A while back, a reporter I had been pitching threw me what I thought was an unexpected softball. “How about some commentary on X topic from X executive,” he asked?
Of course, I jumped to make it happen. I’m an expert, right? In less than 24 hours, I had what I thought was solid insight from a CEO.
I sent it off and waited patiently.
A day later his story ran without a mention or a quote from the executive. I wrote a diplomatic message to the reporter asking what happened.
Maybe he didn’t see the response amid the email deluge. Maybe he didn’t like the commentary. Maybe his editor chopped the quote.
I don’t know. That reporter never responded. Many do. This one didn’t.
The sorry state of media relations
Mr. Pearlstein, a long-time reporter and editor turned professor, says he was looking to write about a “well-run company.” He found Clorox appealing because it had won some awards recently, and he was “intrigued by the challenge of writing about a company in a ‘boring’ industry like consumer-packaged goods rather than tech or finance.”
Much to his dismay, a corporate communications person at the Clorox Company, who reports to the general counsel, declined his story idea because the executive team was too busy.
Then the story hinge swings like this:
“Such is the sorry state of corporate media relations these days. Even the prospect of a positive story can’t crack open the door to the executive suite. Alan Murray, who spent years at The Wall Street Journal as a reporter and editor before taking the reins at Fortune magazine, summed it up this way: ‘One, they don’t trust us. And, two, they don’t need us.’”
Mr. Murray’s title of chief content officer rather than executive editor or something similar notwithstanding, that last sentence is quite a statement—and it’s worth letting it hang there for a moment.
Media relations ends; content marketing begins
Many on the corporate communications side would likely agree with Mr. Pearlstein’s assessment of media relations, but for different reasons.
A survey of corporate communicators that I teamed up with Ned Lundquist to conduct found that more than half (51 percent) believe media relations has gotten harder. About one-third (32 percent) said relations were about the same, 14 percent were unsure and just 3 percent said it’s getting easier.
That’s not to say Mr. Pearlstein is wrong—he just reported his experience—but it’s interesting to see opposite ends drawing the same conclusion.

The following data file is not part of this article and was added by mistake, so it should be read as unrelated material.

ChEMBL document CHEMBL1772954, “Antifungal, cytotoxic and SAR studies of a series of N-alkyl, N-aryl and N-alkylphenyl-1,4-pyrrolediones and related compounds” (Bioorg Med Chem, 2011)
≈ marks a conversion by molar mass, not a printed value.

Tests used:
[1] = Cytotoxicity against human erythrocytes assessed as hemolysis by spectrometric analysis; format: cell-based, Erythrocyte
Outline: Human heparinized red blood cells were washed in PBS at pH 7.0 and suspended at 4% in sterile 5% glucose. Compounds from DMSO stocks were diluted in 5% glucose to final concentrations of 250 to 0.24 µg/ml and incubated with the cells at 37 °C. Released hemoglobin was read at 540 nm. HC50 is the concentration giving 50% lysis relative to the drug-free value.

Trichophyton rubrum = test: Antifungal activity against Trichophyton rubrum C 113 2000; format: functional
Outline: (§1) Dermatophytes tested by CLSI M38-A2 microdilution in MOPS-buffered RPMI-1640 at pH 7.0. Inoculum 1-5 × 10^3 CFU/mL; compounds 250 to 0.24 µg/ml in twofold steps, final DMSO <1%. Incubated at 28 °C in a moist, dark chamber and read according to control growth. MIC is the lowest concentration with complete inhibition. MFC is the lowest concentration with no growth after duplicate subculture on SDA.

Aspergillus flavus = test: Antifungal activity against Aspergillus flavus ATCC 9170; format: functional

He gets after some of the reasons in his piece, and surely there are others—clickbait, native ads and content studios like the one his publisher stood up. It’s a complicated and interrelated mess that could be debated endlessly, but the point is, unless your story today is about Google, Facebook, money or scandal, then traditional, bona fide reporters are not interested.
Reporters in search of enlightenment? Maybe, but only among the most seasoned reporters who have long since proven their mettle enough to be granted such editorial liberty. That population is dwindling.
At some point, people like me started to figure out, a story about a $100 million business doing interesting things—and there’s an entire class of these that go largely ignored and unnoticed—does have news value if it goes straight to the public. This is building public relations in the truest sense.
As I wrote for an IABC feature in Communication World, the epiphany for me started when I reworked a good pitch that fell on deaf ears into a blog post that took off and wound up with links and mentions in several news outlets anyway.
If you work in PR and you’re not paying attention, you’re hosed. This content marketing stuff isn’t just word games and semantics. It means something real and specific, and it’s your future.
Or it’s not.
There’s an unnamed PR source in Mr. Pearlstein’s column who rejected this notion, saying:
“They are kidding themselves if they think they can get that credibility through websites and social media.”
Clearly, in my opinion and experience, that advice is misguided, because you not only can, you must.
Mr. Pearlstein might have knocked on the door at the Clorox, but chances are he’s not going to knock on yours unless you give him a reason to come knocking.
When and if he does, do yourself a favor and pull out all the stops for him.